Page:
Skip to comments.School puts phonics 'phirst'
Posted on 04/24/2003 8:37:16 AM PDT by Jakarta ex-pat
Nothing about The Phonics Phactory is ordinary, starting with its name.
The school holds classes Tuesdays, Wednesdays and Thursdays, with parents expected to pick up the slack Mondays and Fridays. Everybody brings a sack lunch. There are no buses, no P.E., and parent volunteers monitor recess. Field trips are held on off days.
It's a private, Christian school but doesn't teach the Bible, figuring that's up to parents, too. Tuition is cheap, by private school standards: ranging from $130 to $245 a month for preschool through eighth grade -- less than half of what some schools charge.
The curriculum is a throwback, as the school name implies.
"We're trying to teach kids to be literate," says the school's principal and founder, former pastor Brian Mayer. "If you can read, if you can write, you'll be successful in every other subject. It's the core foundation, the basis of every other aspect of learning.
"We're the old philosophy that everybody abandoned that got our country where we are today," Mayer says.
Which includes an unabashedly positive spin on America. Emphasis on respect, dignity and manners. Flag salutes, prayer in class and not a word about evolution. And above all: a commitment by parents to take charge of their children's education.
It's an approach that resonates with an increasing number of families. The school has outgrown a string of rented facilities and moved three times in nine years.
Next month, the school plans to break ground on a 17,900-square-foot building on Northeast Eighth Street off Kane Drive. Mayer hopes to have 16 classrooms ready by fall; a second phase could bring a 6,900-square-foot gymnasium. The school has about 220 students and projects having 260 next fall.
The draw for many parents is a bare-bones education, stripped of what Mayer and the staff consider clutter. Teachers are hired to teach a structured curriculum, not to freelance from topic to topic.
"We don't waste a lot of time," Mayer says. "When classrooms are under control, when things are respectful, well-ordered and well-organized, you'd be surprised at how much you can accomplish."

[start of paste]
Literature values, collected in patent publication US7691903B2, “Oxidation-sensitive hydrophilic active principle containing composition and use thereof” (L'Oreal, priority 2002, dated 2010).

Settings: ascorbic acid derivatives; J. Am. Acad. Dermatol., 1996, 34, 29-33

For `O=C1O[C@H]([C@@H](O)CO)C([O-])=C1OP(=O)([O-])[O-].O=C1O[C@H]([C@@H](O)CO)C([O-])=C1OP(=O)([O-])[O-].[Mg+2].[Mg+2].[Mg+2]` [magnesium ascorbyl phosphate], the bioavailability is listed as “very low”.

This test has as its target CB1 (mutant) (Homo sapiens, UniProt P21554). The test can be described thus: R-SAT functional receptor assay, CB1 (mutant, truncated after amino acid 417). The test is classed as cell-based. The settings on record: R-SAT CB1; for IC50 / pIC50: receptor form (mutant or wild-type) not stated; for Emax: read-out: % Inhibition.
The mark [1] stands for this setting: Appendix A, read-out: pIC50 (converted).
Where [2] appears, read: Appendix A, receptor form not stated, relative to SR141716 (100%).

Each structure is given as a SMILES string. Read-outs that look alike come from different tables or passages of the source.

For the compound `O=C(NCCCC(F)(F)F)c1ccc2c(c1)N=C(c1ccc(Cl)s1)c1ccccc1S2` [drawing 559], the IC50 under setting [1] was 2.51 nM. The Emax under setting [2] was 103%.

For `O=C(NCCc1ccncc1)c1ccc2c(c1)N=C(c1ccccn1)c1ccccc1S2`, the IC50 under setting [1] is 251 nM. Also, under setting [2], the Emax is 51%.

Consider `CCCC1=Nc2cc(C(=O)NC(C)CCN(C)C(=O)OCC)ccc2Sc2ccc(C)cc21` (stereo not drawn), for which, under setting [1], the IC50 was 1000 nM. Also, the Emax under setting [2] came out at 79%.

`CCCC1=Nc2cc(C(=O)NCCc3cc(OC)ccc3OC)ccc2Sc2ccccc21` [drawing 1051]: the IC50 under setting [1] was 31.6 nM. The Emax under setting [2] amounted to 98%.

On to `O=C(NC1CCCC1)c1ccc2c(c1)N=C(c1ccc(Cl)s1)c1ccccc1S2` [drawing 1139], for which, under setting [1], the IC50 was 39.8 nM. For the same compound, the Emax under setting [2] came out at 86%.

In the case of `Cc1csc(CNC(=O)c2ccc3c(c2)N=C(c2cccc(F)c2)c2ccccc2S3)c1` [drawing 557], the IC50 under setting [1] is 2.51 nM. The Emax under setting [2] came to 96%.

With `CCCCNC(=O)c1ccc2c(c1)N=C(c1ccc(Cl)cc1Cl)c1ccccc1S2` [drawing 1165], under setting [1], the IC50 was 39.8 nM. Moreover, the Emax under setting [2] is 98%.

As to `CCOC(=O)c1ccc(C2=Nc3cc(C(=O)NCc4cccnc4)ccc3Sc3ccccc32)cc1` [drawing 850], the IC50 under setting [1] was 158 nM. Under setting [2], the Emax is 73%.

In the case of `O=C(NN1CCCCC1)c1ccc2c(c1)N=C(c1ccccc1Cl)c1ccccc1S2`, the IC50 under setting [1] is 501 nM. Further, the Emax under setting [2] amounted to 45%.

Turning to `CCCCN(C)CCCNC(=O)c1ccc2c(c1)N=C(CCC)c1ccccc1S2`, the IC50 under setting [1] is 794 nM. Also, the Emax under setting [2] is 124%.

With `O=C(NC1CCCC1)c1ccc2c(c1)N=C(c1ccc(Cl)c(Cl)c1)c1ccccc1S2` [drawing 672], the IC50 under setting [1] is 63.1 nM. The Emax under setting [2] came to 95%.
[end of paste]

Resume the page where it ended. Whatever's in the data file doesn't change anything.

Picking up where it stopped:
With students in class only three days a week, the school makes decisions all the time on what to emphasize, Mayer says. Teachers in public schools, he says, have lost instruction time to the demands, concerns and problems of society.
"We've reversed that," Mayer says. "The parents are in charge of that. We work on the basic academics, the rest is yours.
"Our philosophy is, kids at younger ages don't have to be exposed to everything," Mayer says. "When they're older, then they can deal with all the other issues of society."
High expectations It's 10:07 a.m. when teacher JoAnn Harrison glances at the clock. She finishes instructions for a genealogy notebook her combined class of fifth- and sixth-graders is working on: "My Place in History." Now it's time for math, and the Spanish teacher who visits each class one day a week is coming at 11.
"We've got to get started," Harrison says.
She moves at a brisk pace, reviewing lessons with her 21 students: how to find the perimeter of a rectangle, square and triangle. Solving equations such as 6y = 23+7. "What's the first step?" she asks, and reminds students they must show their work even if the answer, as in this case, is apparent.
Despite having their students in class only 100 days a year, Harrison and other Phonics Phactory teachers say the children are, on average, a year ahead of their public school counterparts. It's not uncommon that children transferring from public schools have to drop down a grade, at least temporarily.
A school brochure includes a 52-word, seven-sentence paragraph about a gray mouse and asks, "Can your kindergartner read this?" The average Phonics Phactory kindergartner can read it by mid-April, the school maintains.
Private schools have a self-selected student body, however, and Harrison acknowledges that Phonics Phactory students begin with an edge because they come from motivated families. But they are not necessarily brighter, she says. Rather, the school has high expectations and a clear focus.
There are few differences between Harrison's classroom and one in a public school. Bulky backpacks slump beneath desks. Girls whisper to each other, and boys scratch their heads. One girl wears an Old Navy sweat shirt, another wears a T-shirt that says "Worship!"
Science projects are in the back of the room: rocks soaking in vinegar and plants spritzed with vinegar to simulate the effects of acid rain. Fertilized chicken eggs sit in a pair of incubators. The natural world is presented as fact. Animals may be described as "uniquely gifted by God," but the debate over creationism and evolution is not raised.
Harrison doesn't use a computer in her class because there is no room for it. Most of the children have computers at home, anyway, she says.
Harrison taught five years at Reynolds High School. Her husband still teaches in the Reynolds School District. The Harrisons enrolled their children in Phonics Phactory when their son was in fourth grade and their daughter in second, transferring them from Troutdale Elementary School. Both are now at Reynolds High and doing well. JoAnn Harrison is in her sixth year of teaching at Phonics Phactory.
Parent volunteer Erin Kalmbach taught 11 years in the Parkrose School District. She has four children at Phonics Phactory.
Kalmbach says she didn't feel like she knew what her children were doing in public school. At Phonics Phactory, the work comes home and parents follow along in a home curriculum guide. Parents get weekly updates on how their children are doing.